Radishes: The New Springtime Staple

This recipe is part of Dig Inn's Wellness Series. Dig Inn is a farm-to-counter restaurant serving up real, good food here in NYC with a focus on seasonal, vegetable-friendly cooking.

Radishes are the perfect accompaniment to any meal during the springtime. They are crunchy, refreshing, and cooling. Radishes have a ton of health benefits but are typically under-appreciated – left over on crudité platters and left aside on dinner plates.

However, for both their health benefits and crisp flavors, radishes are a food you should think about eating more often. Especially in the spring and early summer when they grow locally and can be picked at their height of freshness and flavor, radishes should be a staple item in your kitchen.

With almost 20 different varieties of radishes, you have a plentitude of textures and colors to choose from.  In what ways can radishes be prepared? They can be boiled, roasted, braised, pickled, or eaten raw.  

What are some health benefits of radishes? 

1. Naturally cooling

Radishes are a naturally cooling food and their pungent flavor is highly regarded in eastern medicine for the ability to decrease excess heat in the body that can build up during the warmer months.

2. Sooth sore throats

Their bitter flavor and natural spice can help eliminate excess mucus in the body and can be especially helpful when fighting a cold. Radishes aid in clearing sinus congestions and soothe soar throats.

3. Aids digestion

Radishes are a natural cleansing agent for the digestive system, helping to break down and eliminate indigestion food and toxins built up over time.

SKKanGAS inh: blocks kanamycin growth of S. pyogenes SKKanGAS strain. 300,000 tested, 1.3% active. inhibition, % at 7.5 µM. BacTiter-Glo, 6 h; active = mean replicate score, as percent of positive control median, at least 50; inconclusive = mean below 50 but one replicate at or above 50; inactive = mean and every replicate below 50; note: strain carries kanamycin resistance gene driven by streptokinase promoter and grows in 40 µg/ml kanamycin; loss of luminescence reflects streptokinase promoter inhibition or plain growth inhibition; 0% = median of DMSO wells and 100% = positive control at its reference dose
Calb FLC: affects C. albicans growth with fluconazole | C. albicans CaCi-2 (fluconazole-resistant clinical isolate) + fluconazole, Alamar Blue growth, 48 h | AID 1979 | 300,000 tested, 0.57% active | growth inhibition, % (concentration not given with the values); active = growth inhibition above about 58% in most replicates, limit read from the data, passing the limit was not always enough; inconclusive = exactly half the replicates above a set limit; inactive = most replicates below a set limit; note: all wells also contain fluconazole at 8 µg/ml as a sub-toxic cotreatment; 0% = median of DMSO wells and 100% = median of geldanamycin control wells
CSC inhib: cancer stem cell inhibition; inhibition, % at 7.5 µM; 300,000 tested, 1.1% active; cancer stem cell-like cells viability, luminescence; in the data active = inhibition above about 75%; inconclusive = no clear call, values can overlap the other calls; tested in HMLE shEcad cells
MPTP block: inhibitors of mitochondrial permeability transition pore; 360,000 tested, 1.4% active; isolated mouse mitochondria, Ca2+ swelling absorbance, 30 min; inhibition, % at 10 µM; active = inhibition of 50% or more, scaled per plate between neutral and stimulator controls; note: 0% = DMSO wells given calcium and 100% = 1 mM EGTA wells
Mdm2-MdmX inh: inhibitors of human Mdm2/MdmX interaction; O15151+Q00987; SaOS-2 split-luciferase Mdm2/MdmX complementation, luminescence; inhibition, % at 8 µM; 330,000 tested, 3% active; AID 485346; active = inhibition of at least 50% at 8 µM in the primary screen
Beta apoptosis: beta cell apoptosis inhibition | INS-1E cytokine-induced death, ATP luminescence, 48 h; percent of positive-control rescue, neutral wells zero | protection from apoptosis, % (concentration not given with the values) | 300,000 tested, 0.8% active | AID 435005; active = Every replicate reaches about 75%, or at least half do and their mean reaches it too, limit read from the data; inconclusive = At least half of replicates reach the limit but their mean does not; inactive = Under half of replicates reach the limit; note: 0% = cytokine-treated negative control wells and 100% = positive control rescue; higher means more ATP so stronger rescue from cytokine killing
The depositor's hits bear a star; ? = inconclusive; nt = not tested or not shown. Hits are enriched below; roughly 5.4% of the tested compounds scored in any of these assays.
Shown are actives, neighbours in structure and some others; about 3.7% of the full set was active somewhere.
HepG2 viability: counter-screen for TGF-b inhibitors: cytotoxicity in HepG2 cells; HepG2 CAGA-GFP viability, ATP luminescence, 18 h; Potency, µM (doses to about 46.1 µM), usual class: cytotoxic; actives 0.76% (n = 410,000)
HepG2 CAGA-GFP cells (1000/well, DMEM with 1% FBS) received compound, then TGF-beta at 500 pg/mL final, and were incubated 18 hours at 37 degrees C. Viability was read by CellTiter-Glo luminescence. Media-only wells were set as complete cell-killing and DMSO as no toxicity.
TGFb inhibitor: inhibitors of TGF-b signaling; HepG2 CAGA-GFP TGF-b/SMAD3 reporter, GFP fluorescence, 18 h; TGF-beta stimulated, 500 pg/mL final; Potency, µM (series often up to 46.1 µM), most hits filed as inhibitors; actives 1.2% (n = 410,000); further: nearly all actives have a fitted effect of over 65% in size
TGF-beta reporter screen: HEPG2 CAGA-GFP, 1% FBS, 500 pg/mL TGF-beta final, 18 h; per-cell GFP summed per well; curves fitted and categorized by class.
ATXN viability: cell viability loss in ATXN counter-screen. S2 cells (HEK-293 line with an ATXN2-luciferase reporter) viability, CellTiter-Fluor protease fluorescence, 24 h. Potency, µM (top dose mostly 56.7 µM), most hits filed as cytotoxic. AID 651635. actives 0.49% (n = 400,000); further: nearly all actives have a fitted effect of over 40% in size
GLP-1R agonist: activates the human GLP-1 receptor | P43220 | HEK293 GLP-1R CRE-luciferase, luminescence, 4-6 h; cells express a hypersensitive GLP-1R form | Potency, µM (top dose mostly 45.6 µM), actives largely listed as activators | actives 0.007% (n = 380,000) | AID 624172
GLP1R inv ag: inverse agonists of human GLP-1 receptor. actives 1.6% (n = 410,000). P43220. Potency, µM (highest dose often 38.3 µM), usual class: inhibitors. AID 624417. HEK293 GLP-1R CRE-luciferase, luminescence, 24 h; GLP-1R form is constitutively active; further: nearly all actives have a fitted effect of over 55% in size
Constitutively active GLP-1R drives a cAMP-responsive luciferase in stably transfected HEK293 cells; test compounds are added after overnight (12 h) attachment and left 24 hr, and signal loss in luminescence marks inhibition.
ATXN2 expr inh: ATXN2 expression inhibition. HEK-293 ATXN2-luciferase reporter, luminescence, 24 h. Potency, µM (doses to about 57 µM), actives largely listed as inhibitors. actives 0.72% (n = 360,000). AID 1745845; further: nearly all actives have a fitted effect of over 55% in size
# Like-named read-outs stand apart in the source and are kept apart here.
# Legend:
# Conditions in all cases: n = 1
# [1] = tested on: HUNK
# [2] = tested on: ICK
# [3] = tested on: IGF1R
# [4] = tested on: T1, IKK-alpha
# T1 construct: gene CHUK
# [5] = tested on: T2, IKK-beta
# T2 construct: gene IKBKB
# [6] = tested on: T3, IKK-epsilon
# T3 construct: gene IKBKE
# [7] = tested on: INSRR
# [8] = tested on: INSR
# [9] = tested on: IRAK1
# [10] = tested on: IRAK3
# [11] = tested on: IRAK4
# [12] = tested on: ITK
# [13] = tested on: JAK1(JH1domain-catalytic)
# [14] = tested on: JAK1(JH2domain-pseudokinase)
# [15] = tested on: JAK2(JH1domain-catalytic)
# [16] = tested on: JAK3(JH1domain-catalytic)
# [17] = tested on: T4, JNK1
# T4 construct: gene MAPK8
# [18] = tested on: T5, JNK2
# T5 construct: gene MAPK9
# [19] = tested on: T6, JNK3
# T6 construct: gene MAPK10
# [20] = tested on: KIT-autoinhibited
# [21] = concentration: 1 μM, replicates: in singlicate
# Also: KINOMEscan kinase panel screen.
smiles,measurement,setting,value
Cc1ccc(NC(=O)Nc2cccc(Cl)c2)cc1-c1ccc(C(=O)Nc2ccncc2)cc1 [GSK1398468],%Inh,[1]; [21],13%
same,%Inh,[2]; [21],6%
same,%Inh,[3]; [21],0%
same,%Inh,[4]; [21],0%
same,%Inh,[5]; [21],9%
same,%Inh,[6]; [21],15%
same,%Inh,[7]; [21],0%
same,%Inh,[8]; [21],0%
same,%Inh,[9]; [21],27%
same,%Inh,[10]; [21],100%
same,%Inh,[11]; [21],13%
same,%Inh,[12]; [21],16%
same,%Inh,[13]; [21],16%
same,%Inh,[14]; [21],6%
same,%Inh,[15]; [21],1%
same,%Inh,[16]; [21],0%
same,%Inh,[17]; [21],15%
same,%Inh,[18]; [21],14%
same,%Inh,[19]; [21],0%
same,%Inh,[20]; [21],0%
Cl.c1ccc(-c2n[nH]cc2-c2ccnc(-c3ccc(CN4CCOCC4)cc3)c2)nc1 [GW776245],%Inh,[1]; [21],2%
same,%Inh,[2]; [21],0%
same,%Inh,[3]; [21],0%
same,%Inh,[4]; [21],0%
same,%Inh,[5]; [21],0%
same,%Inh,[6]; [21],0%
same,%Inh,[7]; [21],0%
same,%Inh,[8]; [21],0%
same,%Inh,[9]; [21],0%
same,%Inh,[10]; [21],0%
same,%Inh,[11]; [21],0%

4. Prevents viral infections

Radishes high vitamin C content and natural cleansing effects, regular consumption of radishes can help prevent viral infections.

5. Eliminates toxins

In Eastern and Ayurvedic healing practices radishes are said to have effective toxin-purging effects, helping break down and eliminate toxins and cancer-causing free radicals in the body.

Below are three types of radishes and how they can be prepared:

he most common radish you may find at your local grocery store is the pink beauty radish. I love adding these to my salads, and on top of tacos.

Daikon radishes taste great in salads, either grated or sliced. As well as being slowly cooked and mixed in with other vegetables like carrots, potatoes, and onions in a vegetable broth.  They are also delicious when used to make a slaw by substituting the cabbage.  You can roast daikon as well - just add it to your pot roast or roasted veggies. 

Horseradish has a very bitter and spicy flavor. It’s great when made into a condiment.  I’ll use horseradish instead of eating the questionable green wasabi with my sushi. It tastes great when spread on to sandwiches or eaten with roast beef and potato’s and will add an extra zing to your meal. You can add a teaspoon to your salad dressing or add it to your eggs and salsa in the morning. If you are a spicy food fanatic, you will definitely appreciate their pungent flavor.